Ankita Rangi, a first-year Physics (honours) student, starts from her home in Sonepat at 6.30 am to be able to make it to her first lecture that starts at 9 am. "I catch the 7 O'clock train and then have to change two buses to reach college."
Rangi, a student of Hindu College had scored 94% in her Class 12 board exams, and always aspired to study in Delhi University. But the events of the past four months have made her cynical about the university. "It is quite a task reaching the college every day. If the classes are not held, one feels wasted," she said.
Others like Sharmila Sengupta (name changed), a first-year student of Chemistry in DU, gave up the option of studying in National Institute of Design, to be in DU. "I did not expect such a scenario. There are strikes every other day, teachers are struggling to finish the courses and even if the courses are finished, where is the time for us to prepare?"
The first-year undergraduate students of the varsity are a disgruntled lot and feel they have been let down by the university and its teachers. Caught in the tussle between the Delhi University Teachers' Association (DUTA) and the university authorities over the implementation of semester system in 13 science courses, students are the worst sufferers. The uncertainties over the first semester examinations, which have been rescheduled from November 20 to December 6, have left the students confused.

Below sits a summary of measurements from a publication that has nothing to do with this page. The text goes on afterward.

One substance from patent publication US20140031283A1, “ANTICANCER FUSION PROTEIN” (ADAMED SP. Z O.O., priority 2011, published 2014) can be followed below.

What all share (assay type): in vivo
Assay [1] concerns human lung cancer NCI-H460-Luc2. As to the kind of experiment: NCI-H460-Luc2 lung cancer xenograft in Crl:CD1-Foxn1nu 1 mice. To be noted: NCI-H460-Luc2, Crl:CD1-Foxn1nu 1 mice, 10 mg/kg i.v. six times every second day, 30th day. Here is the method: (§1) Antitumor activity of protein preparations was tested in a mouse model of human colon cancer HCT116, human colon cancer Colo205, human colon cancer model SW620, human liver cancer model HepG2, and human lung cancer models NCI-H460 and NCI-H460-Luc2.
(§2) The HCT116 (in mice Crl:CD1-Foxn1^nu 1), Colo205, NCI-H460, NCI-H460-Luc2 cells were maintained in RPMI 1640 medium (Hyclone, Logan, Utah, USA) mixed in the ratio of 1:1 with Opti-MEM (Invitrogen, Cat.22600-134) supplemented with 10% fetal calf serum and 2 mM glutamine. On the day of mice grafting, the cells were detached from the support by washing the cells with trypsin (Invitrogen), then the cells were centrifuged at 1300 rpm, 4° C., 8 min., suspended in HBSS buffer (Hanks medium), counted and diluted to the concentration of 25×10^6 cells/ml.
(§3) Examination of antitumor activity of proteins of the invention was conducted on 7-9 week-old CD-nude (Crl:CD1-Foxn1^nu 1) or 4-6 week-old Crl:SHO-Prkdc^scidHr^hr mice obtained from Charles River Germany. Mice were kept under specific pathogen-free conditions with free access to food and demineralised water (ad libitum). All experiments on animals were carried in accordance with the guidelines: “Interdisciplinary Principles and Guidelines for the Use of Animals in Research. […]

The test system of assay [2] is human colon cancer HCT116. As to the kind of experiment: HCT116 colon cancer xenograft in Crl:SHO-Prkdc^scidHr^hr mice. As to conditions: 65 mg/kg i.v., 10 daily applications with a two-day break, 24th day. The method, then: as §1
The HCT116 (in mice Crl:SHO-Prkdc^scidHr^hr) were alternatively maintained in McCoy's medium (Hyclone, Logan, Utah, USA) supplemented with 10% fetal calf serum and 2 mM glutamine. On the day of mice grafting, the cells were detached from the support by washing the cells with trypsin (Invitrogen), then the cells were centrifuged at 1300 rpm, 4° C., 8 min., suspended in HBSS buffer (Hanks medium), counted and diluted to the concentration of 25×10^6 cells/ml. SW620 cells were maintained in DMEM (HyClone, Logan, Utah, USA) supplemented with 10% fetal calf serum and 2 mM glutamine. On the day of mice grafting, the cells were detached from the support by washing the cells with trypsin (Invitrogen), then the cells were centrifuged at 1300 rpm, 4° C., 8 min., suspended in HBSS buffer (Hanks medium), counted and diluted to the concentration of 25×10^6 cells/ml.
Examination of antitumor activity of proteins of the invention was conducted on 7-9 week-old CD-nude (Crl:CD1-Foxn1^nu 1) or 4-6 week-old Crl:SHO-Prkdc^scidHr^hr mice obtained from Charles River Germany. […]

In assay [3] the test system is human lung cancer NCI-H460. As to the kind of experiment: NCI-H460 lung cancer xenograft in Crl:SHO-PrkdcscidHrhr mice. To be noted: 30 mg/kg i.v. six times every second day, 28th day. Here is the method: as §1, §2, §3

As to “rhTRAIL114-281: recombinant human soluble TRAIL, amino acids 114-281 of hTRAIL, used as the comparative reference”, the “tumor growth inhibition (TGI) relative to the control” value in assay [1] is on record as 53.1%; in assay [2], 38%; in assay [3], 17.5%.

The decision to implement semester system in 13 science courses was cleared by the academic council on May 13.
Even if some colleges have been successful in teaching in semester system, the English and Mathematics papers, which are compulsory for the science courses, remain an area of concern for all colleges since the teachers of these disciplines have refused to teach the courses, which have been restructured under the semester mode.